I’m going to be in Hamilton (the city, not the play), reading with a bunch of great writers (mostly poets), including Jacob Mooney and Joanne Arnott, as part of the ongoing Lit Live reading series, for their 2016/17 season kick-off on September 4th. It should be a great night (and at a new venue). Hope to see you there!
I’m on my second attempt reading Lee Smolin’s 2006 book The Trouble With Physics. I am reminded of a similar situation with another book, Joyce’s Ulysses. And, similarly, my second attempt with The Trouble With Physics is not a reappraisal but a confirmation: this is hard to read.
Smolin’s book is making a case for the fact that string theory is a failure; a spectacular failure that its adherents defend with a most byzantine theoretical web; that, because string theory is de rigueur in so many of the top schools, with so many reputations at stake, no one wants to recognize the fact that string theory — an attempt to harmonize the ideas of quantum theory and relativity so that we might understand the foundation of the universe more clearly — is a dead end.
The problem I’m (still) having with the book is that Smolin is writing to an audience that is willing to take a steep (try 90 degrees upward) climb in order to understand the various concepts and theories which not only formed the foundation of string theory, but the issues that weren’t resolved through the original work of Newton, Einstein, etc. Smolin lays out in the beginning various fundamental aspects of how things work that we simply don’t know — instilling early that scientific inquiry is, if anything, about the need for curiosity. However, given Smolin’s densely described approach to get us ready to understand his arguments, and while I don’t doubt the necessity, I think he would need to double the length of his book to do so effectively for interested readers who are not physicists.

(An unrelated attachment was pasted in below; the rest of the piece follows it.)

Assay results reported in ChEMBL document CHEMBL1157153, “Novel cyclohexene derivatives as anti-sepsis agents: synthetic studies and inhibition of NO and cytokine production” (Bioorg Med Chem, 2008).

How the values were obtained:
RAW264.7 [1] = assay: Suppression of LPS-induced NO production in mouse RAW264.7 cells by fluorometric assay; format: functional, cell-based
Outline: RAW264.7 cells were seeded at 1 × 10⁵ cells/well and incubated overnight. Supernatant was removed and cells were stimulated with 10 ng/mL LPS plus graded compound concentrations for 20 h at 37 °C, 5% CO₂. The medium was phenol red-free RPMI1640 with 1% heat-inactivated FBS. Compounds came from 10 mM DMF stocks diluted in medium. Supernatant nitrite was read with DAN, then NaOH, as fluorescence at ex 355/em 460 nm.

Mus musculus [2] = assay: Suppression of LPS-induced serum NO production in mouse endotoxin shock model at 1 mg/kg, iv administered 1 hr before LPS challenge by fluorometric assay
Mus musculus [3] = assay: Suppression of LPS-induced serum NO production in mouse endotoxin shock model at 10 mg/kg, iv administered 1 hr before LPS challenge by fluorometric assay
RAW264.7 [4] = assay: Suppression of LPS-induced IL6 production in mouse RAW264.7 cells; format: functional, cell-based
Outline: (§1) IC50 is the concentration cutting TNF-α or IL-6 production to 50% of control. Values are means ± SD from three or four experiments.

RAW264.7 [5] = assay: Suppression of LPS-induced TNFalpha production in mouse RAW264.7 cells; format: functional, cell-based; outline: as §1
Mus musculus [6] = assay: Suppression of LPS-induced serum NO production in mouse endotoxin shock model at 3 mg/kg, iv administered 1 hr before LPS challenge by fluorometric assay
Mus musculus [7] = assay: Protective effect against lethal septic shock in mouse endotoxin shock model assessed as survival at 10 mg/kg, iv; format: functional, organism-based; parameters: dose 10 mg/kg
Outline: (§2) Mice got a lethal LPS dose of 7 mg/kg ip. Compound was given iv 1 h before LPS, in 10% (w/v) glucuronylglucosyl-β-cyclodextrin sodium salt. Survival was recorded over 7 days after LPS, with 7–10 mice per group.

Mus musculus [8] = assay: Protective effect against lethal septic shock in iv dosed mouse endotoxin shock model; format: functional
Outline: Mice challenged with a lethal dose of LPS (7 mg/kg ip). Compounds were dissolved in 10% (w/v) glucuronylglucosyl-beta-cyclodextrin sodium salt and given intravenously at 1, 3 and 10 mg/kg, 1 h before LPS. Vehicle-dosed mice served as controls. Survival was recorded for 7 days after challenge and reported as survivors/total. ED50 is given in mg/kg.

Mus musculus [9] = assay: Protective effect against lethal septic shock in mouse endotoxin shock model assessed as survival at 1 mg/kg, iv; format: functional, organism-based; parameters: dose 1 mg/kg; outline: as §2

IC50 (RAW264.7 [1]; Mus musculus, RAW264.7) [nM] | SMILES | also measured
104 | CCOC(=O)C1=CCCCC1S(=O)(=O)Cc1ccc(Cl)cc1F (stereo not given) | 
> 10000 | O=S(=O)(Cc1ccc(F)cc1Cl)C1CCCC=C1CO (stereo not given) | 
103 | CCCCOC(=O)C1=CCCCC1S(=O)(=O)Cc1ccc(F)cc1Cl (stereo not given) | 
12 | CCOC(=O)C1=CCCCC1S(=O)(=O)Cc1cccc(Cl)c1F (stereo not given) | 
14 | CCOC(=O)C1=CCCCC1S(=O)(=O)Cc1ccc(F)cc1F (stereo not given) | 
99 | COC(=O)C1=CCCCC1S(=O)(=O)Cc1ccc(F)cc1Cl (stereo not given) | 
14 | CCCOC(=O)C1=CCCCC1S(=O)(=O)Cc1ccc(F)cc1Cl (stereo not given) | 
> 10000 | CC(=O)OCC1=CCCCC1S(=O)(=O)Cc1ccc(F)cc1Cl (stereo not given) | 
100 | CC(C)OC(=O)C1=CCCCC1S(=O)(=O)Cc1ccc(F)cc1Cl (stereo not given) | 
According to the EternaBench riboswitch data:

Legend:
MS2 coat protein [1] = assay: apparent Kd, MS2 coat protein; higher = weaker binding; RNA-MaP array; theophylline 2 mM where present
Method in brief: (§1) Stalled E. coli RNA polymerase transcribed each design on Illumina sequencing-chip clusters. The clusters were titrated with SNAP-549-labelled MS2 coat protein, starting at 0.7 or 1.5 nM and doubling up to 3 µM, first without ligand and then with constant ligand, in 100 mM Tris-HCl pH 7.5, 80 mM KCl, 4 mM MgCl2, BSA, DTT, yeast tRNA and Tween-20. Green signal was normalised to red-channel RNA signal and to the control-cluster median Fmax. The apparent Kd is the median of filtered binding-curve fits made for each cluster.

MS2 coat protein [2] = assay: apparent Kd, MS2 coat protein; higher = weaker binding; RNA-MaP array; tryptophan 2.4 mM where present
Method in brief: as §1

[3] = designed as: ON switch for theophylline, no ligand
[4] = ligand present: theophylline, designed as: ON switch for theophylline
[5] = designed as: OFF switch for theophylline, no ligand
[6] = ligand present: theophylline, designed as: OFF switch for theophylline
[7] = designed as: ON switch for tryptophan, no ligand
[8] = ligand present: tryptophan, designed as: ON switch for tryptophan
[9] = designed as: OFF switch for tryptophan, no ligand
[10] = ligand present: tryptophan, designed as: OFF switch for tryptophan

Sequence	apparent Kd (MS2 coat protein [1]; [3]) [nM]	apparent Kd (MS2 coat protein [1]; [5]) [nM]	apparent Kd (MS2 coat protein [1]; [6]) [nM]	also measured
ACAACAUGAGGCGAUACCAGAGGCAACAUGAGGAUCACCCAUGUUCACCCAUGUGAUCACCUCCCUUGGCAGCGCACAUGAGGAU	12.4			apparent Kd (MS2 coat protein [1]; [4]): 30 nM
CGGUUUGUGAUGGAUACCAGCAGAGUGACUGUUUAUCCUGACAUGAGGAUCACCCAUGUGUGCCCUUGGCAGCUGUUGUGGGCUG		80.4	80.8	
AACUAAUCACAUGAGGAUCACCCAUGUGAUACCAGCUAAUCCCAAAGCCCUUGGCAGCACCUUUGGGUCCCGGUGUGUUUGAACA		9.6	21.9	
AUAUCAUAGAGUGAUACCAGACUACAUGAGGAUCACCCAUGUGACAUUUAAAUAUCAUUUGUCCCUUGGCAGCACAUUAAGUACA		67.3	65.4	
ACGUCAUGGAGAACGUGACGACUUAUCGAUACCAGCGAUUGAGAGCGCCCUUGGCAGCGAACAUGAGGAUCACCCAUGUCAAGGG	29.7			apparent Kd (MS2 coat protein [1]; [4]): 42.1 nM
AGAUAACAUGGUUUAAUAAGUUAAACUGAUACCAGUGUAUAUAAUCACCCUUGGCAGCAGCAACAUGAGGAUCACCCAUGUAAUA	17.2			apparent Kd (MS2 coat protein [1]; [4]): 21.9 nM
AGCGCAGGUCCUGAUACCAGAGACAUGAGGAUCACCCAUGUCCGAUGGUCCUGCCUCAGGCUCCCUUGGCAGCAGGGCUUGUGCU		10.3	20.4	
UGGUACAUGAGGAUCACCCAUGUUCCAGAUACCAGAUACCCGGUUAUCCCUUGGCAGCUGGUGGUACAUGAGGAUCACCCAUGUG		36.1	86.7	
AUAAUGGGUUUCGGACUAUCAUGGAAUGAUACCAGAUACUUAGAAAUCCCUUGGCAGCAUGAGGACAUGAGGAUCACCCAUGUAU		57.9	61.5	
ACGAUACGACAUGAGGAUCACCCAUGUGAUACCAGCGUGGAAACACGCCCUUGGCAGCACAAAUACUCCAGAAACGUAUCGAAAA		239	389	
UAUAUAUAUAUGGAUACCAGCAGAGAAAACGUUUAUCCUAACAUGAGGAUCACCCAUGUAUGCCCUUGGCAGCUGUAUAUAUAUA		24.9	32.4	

What is more successful, and the reason I continue to read it, is how Continue reading
This past weekend I had the pleasure of visiting a book club in Brantford, Ontario. It was my first experience and I truly enjoyed it. I valued the perspective of the readers and was able to hear questions I often wouldn’t get a chance to hear in professional Q&As, which end up being rather tightly formatted. The questions I received were often challenging and thought-provoking. It was also fun talking about my history there (I spent a chunk of my early years in Onondaga), which was referenced in the Brantford Expositor last year.
I wanted to share this because if anyone reading this has a book club and would consider having myself (and my book, The Society of Experience) make an appearance, please feel free to get in touch. My contact info is on my author page: http://mattcahill.ca. I can’t always guarantee my availability, but wherever I can make it work, I will. I’m happy to make a visit in-person, as well as field a Q&A via email, or take part in a Skype session.
June is going so fast. I suppose it’s to be expected when you have a full-time job and write books on top of it. On this note, and as mentioned earlier, I’m setting my sights on Winnipeg, Manitoba as the next stop on my (very gradual) book tour.
McNally Robinson Booksellers is, I understand, a gorgeous location for a both a book retailer and a public reading. I will be joining David Lee, author of the YA book The Midnight Games, for a reading and a follow-up conversation with Chadwick Ginther and S.M. Beiko. This is happening on the 6th of July – mark your calendars.
I look forward to visiting Winnipeg and meeting new people. I hope you are able to make it out!
My debut novel, THE SOCIETY OF EXPERIENCE, has made the longlist for the 2016 Sunburst Awards! It’s with such esteemed company as Margaret Atwood’s The Heart Goes Last, Andrew Pyper’s The Damned, and Giller-winner André Alexis’ Fifteen Dogs. The shortlist will be announced in early July. I’m very happy to have SOE receive this sort of attention, and grateful. I’ll keep you posted on whether it makes the cut!